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Communications > News Line > Posts > Extension Raising Awareness to Stop Diabetes
November 17
Extension Raising Awareness to Stop Diabetes

November is American Diabetes Month, a time to communicate the seriousness of diabetes and the importance of diabetes prevention and control. For years, the American Diabetes Association has used this month as an opportunity to raise awareness of the disease and its serious complications.

With nearly 26 million children and adults in America living with diabetes, and another 79 million at high risk for developing type 2 diabetes, the disease is taking a devastating physical, emotional and financial toll on our country.  Yet, most Americans don't consider diabetes a serious matter. They feel it is someone else's responsibility; someone else's problem.

The American Diabetes Association estimates that the national cost of diagnosed diabetes in the United States is $174 billion. Further published studies suggest that when additional costs for gestational diabetes, prediabetes and undiagnosed diabetes are included, the total diabetes-related costs in the U.S. could exceed $218 billion.

Diabetes is an epidemic. Alabama's diabetes prevalence rate is 13.2 percent, according to 2010 data, while the national average is 8.3 percent.

The Alabama Cooperative Extension System conducts on-going programs that address diabetes issues.

Regional Extension Agent Valerie Connor, as well as other regional agents throughout the state, regularly conduct the New Leaf: Choices for Healthy Living Series, which involves changing eating and physical habits to achieve healthy weight loss and modify eating behavior patterns. One November session focused on prevention and management of type 2 diabetes.

Regional Extension Agent Sharon Haynes and Ted Gilbert, Extension coordinator for Russell County, recently partnered with St. Francis Hospital and local registered dieticians to conduct a diabetes workshop. Topics covered were the four elements of diabetes, the epidemic of diabetes and the role of nutrition in managing diabetes.

Jennifer Miller, county Extension coordinator for Choctaw County, recently conducted a county health fair. More than 300 residents had blood sugar tested. Other free screening offered were cholesterol, blood pressure, body mass index, oxygen saturation, vision, and heath and weight analysis.

This week, urban regional Extension agent Mary Andrews conducted a diabetic cooking class for 21 individuals in Lauderdale County.

Debby Mathews, county Extension coordinator in Cleburne County is doing the Nutrition Jeopardy interactive game with Ranburne High School health class students . The game teaches students the importance of making wise food choices and exercising regularly, which helps prevent diabetes. 

The Madison County Extension office has a diabetes exhibit up year round.  The exhibit is always available for loan to churches, organizations and agencies seeking to provide diabetes education.  Madison County volunteers also assist with diabetes education programs.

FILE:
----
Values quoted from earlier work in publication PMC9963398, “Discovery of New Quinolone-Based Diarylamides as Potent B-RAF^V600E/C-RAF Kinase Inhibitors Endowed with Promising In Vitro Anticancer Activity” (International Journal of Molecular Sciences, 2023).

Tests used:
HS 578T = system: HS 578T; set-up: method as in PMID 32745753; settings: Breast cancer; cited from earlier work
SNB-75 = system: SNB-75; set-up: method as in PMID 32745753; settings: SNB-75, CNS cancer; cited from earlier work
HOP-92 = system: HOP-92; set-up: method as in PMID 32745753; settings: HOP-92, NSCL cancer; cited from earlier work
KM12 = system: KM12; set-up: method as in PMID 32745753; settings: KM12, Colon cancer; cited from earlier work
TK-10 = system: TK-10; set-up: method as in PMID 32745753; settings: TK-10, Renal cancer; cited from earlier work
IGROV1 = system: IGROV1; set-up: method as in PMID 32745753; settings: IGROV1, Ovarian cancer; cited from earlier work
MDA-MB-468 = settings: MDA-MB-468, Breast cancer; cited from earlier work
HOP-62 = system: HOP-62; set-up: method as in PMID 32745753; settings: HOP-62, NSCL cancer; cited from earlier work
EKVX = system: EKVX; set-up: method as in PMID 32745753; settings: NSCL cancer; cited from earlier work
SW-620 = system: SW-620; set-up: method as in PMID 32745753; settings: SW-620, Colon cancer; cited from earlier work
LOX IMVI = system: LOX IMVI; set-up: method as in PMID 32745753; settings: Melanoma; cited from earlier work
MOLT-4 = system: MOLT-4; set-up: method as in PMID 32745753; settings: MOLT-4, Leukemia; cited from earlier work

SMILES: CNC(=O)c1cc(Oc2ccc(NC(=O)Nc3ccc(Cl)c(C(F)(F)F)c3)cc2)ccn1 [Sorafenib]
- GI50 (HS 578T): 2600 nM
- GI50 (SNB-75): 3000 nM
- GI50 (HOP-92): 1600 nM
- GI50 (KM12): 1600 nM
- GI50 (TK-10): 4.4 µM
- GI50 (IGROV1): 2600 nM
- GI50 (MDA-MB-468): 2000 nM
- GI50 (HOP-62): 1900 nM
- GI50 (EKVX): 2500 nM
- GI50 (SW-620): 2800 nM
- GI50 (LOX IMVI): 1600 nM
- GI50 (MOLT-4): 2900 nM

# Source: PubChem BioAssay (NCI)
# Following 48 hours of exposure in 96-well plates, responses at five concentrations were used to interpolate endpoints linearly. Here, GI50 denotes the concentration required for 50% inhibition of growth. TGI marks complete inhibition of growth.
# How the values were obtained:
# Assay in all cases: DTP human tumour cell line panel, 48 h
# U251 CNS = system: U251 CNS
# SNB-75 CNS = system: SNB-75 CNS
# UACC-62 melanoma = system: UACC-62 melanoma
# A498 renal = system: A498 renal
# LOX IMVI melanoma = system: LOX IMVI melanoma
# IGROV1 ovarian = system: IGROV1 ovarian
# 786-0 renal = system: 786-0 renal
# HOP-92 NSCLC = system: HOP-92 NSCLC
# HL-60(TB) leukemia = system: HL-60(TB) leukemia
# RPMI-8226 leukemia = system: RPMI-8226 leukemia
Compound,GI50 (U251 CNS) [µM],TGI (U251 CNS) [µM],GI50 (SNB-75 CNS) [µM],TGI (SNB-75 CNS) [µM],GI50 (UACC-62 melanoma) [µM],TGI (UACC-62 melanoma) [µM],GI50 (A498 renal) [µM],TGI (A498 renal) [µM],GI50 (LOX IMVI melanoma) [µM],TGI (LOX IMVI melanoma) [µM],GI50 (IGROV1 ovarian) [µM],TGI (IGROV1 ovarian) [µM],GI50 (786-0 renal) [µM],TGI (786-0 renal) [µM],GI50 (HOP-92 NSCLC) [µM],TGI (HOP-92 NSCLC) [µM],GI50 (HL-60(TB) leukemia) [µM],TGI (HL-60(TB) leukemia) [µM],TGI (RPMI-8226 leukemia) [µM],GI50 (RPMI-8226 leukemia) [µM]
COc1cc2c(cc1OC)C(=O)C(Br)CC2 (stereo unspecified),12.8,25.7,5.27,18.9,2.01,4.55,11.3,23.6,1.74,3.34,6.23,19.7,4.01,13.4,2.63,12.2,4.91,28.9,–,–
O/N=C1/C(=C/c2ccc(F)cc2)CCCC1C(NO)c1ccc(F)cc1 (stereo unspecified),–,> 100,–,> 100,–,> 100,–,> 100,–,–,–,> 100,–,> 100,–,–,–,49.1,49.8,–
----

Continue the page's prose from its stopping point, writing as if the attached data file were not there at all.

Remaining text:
During American Diabetes Month this November, the American Diabetes Association is encouraging people to take action and raise their hands to Stop Diabetes.

Stop Diabetes is the movement to end the devastating toll that diabetes takes on the lives of millions of individuals across our nation. Its goal is to inspire and mobilize the general public, volunteers, donors, corporations and the scientific and medical communities to rally around our cause and our call to "share, act, learn and give." Through these actions, millions will have the chance to get involved and help raise awareness, promote healthy living and raise money to fund educational outreach, advocacy efforts and critical research that will ultimately stop diabetes once and for all.

If diabetes isn't managed, it can damage many parts of the body, leading to heart attacks, strokes, amputation, blindness, kidney failure and nerve damage. But there is good news: diabetes complications can be prevented or delayed by properly managing blood glucose, blood pressure and cholesterol levels. Eating healthy, being physically active and quitting smoking also can help lower the risk of diabetes complications. For those with Type 2 Diabetes, prevention of complications include the previous steps, as well as taking prescribed medication as directed, and knowing and checking the A,B,C,S of Diabetes. Remember, A=hemoglobin A1C, B=blood pressure, C=cholesterol, and S=smoking.

There are many ways to become involved. For more information in English and Spanish call 1-800-DIABETES, test JOIN to 69866 (standard data and message rates apply) or visit stopdiabetes.comAlso, follow us on Facebook (www.facebook.com/AmericanDiabetesAssociation) and Twitter (www.twitter.com/AmDiabetesAssn).

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